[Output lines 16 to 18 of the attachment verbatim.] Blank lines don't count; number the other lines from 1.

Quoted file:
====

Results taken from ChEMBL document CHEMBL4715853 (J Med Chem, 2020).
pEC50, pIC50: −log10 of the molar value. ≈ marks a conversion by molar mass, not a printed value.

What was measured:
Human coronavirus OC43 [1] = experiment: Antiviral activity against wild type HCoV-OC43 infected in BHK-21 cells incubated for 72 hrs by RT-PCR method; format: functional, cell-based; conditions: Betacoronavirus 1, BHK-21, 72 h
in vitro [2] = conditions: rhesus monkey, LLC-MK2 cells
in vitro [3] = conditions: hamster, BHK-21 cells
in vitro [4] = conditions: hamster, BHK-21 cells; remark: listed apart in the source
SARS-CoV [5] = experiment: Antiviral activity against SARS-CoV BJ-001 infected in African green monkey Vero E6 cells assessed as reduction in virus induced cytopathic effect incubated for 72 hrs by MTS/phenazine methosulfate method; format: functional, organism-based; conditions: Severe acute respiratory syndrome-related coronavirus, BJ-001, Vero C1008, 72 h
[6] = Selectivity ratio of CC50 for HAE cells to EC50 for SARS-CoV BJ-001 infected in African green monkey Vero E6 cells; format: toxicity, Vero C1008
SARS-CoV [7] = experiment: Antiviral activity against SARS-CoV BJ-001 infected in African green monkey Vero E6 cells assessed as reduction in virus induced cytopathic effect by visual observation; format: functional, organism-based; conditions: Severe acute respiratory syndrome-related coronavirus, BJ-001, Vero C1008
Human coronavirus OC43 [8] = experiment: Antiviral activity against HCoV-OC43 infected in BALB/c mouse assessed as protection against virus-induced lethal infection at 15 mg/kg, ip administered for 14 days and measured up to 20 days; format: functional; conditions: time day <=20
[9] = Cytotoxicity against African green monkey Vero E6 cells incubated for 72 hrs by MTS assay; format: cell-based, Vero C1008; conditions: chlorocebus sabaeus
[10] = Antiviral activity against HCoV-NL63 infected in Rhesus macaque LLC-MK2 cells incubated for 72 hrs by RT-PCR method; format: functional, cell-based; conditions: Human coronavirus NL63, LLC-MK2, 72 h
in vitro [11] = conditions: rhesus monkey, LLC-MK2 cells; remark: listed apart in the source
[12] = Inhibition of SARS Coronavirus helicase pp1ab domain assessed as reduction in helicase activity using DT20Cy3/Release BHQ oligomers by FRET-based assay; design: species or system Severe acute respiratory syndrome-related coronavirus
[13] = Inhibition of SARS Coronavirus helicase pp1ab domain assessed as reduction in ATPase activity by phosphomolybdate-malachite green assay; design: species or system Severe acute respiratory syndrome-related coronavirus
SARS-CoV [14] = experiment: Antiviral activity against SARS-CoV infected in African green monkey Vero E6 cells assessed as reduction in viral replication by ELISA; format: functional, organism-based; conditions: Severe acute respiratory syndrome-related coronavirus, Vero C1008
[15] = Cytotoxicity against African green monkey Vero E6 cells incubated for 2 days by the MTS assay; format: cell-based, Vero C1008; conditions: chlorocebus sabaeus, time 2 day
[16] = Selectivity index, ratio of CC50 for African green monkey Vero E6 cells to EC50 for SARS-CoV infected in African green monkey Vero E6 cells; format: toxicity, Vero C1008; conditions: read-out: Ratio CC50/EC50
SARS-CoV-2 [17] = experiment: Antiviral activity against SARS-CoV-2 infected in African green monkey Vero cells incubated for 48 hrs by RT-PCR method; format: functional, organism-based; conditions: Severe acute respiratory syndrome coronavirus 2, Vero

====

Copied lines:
[13] = Inhibition of SARS Coronavirus helicase pp1ab domain assessed as reduction in ATPase activity by phosphomolybdate-malachite green assay; design: species or system Severe acute respiratory syndrome-related coronavirus
SARS-CoV [14] = experiment: Antiviral activity against SARS-CoV infected in African green monkey Vero E6 cells assessed as reduction in viral replication by ELISA; format: functional, organism-based; conditions: Severe acute respiratory syndrome-related coronavirus, Vero C1008
[15] = Cytotoxicity against African green monkey Vero E6 cells incubated for 2 days by the MTS assay; format: cell-based, Vero C1008; conditions: chlorocebus sabaeus, time 2 day